Sound Familiar?

To be filed under the “thanks for telling us what we’ve always known” section:

People sometimes seek the truth, but most prefer like-minded views.

The analysis, reported this month in Psychological Bulletin, published by the American Psychological Association, was led by researchers at the University of Illinois and the University of Florida, and included data from 91 studies involving nearly 8,000 participants. It puts to rest a longstanding debate over whether people actively avoid information that contradicts what they believe, or whether they are simply exposed more often to ideas that conform to their own because they tend to be surrounded by like-minded people.

“We wanted to see exactly across the board to what extent people are willing to seek out the truth versus just stay comfortable with what they know,” said University of Illinois psychology professor Dolores Albarracín, who led the study with University of Florida researcher William Hart. The team also included researchers from Northwestern University and Ohio University.

The studies they reviewed generally asked participants about their views on a given topic and then allowed them to choose whether they wanted to view or read information supporting their own or an opposing point of view.

The researchers found that people are about twice as likely to select information that supports their own point of view (67 percent) as to consider an opposing idea (33 percent).

Certain individuals, those with close-minded personalities, are even more reluctant to expose themselves to differing perspectives, Albarracín said. They will opt for the information that corresponds to their views nearly 75 percent of the time.

The researchers also found, not surprisingly, that people are more resistant to new points of view when their own ideas are associated with political, religious or ethical values.

“If you are really committed to your own attitude – for example, if you are a very committed Democrat – you are more likely to seek congenial information, that is, information that corresponds with your views,” Albarracín said. “If the issues concern moral values or politics, about 70 percent of the time you will choose congenial information, versus about 60 percent of the time if the issues are not related to values.”


“For the most part it seems that people tend to stay with their own beliefs and attitudes because changing those might prevent them from living the lives they’re living,” Albarracín said. “But it’s good news that one out of three times, or close to that, they are willing to seek out the other side.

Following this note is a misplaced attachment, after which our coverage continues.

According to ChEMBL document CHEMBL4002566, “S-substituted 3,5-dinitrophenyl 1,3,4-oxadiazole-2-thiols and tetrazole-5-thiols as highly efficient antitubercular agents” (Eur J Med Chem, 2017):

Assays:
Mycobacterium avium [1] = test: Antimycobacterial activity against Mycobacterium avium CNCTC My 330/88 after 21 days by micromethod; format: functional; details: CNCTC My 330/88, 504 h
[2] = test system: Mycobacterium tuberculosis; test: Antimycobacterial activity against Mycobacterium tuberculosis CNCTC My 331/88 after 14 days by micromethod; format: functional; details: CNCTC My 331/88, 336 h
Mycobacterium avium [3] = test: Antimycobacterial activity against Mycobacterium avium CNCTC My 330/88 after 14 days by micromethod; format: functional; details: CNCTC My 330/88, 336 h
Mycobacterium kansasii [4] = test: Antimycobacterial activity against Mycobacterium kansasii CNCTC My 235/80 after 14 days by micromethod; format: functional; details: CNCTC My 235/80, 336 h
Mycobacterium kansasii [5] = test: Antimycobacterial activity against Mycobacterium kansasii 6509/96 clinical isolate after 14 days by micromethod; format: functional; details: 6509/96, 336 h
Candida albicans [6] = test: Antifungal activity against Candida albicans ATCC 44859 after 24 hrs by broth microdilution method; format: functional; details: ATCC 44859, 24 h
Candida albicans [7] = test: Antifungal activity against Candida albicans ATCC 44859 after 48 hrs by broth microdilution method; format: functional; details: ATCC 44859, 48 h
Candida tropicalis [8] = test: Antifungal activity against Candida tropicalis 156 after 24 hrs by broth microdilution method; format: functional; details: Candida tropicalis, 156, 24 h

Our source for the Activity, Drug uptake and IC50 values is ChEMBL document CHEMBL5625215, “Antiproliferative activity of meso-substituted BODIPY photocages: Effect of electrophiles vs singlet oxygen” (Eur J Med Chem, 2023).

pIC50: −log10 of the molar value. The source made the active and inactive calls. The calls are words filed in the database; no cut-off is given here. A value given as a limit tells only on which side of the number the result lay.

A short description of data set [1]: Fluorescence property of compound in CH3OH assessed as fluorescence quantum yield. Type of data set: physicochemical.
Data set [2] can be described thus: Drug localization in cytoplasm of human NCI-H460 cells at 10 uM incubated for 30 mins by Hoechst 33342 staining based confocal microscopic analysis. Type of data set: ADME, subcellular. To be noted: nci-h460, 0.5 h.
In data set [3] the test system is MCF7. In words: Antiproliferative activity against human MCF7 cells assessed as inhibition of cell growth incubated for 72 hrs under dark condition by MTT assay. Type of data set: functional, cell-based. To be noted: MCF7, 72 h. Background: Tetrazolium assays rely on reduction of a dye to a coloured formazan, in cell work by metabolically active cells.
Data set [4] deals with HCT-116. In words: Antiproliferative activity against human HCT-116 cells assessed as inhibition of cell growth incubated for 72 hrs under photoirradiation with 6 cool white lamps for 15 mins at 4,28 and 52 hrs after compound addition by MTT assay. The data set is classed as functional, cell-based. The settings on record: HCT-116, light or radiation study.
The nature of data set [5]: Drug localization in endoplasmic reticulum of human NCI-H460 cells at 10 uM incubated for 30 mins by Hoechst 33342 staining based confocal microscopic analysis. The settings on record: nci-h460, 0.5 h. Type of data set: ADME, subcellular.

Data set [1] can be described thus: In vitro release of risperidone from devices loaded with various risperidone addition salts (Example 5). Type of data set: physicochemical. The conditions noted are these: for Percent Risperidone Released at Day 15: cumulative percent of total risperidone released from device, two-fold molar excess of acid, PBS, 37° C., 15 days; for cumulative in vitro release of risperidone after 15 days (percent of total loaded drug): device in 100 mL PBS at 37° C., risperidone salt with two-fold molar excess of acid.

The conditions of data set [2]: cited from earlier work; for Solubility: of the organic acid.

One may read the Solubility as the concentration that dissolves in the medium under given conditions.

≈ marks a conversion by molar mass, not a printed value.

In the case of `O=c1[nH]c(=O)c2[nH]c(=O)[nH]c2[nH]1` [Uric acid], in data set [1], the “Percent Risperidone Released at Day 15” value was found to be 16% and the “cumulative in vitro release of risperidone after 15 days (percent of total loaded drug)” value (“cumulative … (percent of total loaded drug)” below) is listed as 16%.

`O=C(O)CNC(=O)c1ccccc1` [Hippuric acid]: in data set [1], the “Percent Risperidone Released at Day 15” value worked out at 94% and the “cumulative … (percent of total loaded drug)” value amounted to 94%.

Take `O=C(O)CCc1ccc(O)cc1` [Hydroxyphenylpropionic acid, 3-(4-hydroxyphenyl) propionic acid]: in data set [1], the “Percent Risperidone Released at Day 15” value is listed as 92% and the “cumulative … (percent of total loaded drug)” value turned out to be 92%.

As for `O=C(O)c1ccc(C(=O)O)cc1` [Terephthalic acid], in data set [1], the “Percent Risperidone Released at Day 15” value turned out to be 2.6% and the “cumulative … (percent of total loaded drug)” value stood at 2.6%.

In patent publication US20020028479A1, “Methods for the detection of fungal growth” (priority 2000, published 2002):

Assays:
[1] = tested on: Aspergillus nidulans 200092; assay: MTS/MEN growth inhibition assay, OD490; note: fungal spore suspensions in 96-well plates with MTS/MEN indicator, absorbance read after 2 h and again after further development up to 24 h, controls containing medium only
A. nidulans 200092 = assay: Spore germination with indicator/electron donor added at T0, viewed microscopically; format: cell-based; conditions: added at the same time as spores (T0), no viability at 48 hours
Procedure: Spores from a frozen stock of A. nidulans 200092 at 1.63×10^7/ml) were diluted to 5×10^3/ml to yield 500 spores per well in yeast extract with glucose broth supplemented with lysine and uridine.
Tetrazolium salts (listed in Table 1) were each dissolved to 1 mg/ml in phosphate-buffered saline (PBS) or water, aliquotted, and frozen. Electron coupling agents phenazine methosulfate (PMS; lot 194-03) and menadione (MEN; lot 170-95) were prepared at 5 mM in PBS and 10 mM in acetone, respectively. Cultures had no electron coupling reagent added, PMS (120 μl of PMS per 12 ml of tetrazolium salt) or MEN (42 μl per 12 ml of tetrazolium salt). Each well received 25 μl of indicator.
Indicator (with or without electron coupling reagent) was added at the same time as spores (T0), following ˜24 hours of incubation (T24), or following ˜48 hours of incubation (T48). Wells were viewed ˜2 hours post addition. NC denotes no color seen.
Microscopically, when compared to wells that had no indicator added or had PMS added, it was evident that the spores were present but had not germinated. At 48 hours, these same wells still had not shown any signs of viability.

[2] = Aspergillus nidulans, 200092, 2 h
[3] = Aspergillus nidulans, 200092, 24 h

Full paper:  Feeling Validated Versus Being Correct: A Meta-Analysis of Selective Exposure to Information


  1. bigfatfurrytexan says:

    I have taken awhile to compose this, as i wanted to get it right.

    People do not look inside themselves. This is why people tend to seek out belief systems that coincide with their own. I also believe that the times that people DO venture outside their belief system it is done with a mindset that will prevent them from really ever seeing the opposing viewpoint.

    Lets take politics as an example. You will be hard pressed to find anyone who is genuine (not a shill) that would disagree that just about everyone in Washington has failed us. Most would also wax poetic with you about the “good old days”, as the values of old definitely has some nostalgic attraction (if you discount the uglier side, like rampant racism and the near miss we had with the caste system).

    Despite the readily given admission of this, you will find very few people who would ever consider voting for a third party candidate. Perhaps it is the meme that it would be a “wasted vote” that does it. Perhaps it is just too hard to shake off a lifetime of programming (see the concepts of the Mental Information Processing Grid put forth by Ingo Swann..great way to conceptualize how mental programming works). I am unsure why it happens, i just know it happens.

    And it is because of this that we have sayings like “Madness is repeating the same steps, yet expecting different results.” It is an astute observation, made obvious by mankinds propensity to seek out processes that are comfortable and familiar to them.

    If you took a poll amongst Christians, where it was completely anonymous, you would find that a HUGE number believe a very small amount of what is in the bible to be realistic. Yet they will openly defend the belief. It is like people tend to fracture their mind to think in two levels: personal and public. Our personal thoughts so very rarely represent our public thoughts. That is for sure.

    This is a good topic, Sdog. 🙂 Cognitive science is something that i love to dive into.

  2. MemoryShock says:

    Birds of a feather?

    How much money was spent to reaffirm an ism…lol

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